The United States Securities and Exchange Commission (SEC) has been hot on the heels of the cryptocurrency industry recently, spreading a blanket of fear and uncertainty throughout. Cryptocurrency skeptics in the U.S. government launched a sleuthing attack on the industry during the Senate Banking Committee hearing on Tuesday.
Much of it came from the SEC chief Gary Gensler, who in recent months has been tightening his stance around digital assets. Upon Senator Pat Toomey’s question about whether cryptocurrencies were securities, Gesler replied that “very many” things including stablecoins can be considered securities.
He has on previous occasions too, hinted at broadening stablecoin regulation, as they could enable bad actors to “sidestep” public policy goals.
Toomey further opined that there was a lack of clarity in the application of the Howey and Reves tests by the SEC. This concern was brought up by many in the industry before, most recently by Coinbase. Indirectly criticizing the SEC’s handling of the matter, the Senator said,
“Why wait to make the SEC’s views known only when it swoops in with an enforcement action, in some cases, years after the product was launched? This is regulation by enforcement and it’s very objectionable, and I’m concerned it can stifle domestic innovation.”
Arguing that the Howey test itself was “well defined,” he added that,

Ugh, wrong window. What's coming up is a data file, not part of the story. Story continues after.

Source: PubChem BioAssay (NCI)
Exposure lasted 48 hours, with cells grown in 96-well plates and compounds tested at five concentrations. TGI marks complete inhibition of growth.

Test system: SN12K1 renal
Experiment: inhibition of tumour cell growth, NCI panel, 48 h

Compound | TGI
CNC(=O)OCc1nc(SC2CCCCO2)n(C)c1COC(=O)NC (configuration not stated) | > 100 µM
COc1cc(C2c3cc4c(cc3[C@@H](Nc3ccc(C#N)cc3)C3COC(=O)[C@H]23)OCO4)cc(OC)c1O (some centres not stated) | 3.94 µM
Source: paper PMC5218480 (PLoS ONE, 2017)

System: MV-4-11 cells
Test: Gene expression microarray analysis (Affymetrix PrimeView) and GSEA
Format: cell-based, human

“We certainly shouldn’t be taking enforcement action against somebody without having first provided that clarity about how cryptocurrencies classify as securities.”
Coinbase was also directly singled out during the meeting, Senator Elizabeth Warren, a known cryptocurrency critic highlighted last week’s market dip saying, “$400 billion in market value disappeared,” while many users reported problems accessing major exchanges like Coinbase.
She then asked Gensler about whether the SEC could do anything to help investors get their money out, to which he replied that the exchange lists “dozens of tokens that may be securities.” He further added that since the exchange was not registered with the agency, it had no jurisdiction over these cryptocurrencies, that they are “a highly speculative asset class.”
That said, over the course of the hearing, the SEC chief also did express his slight acceptance of crypto, stating,
“I’m not negative or minimalist about crypto. I just think it would be best if it’s inside the investor protection regime that Congress laid out.”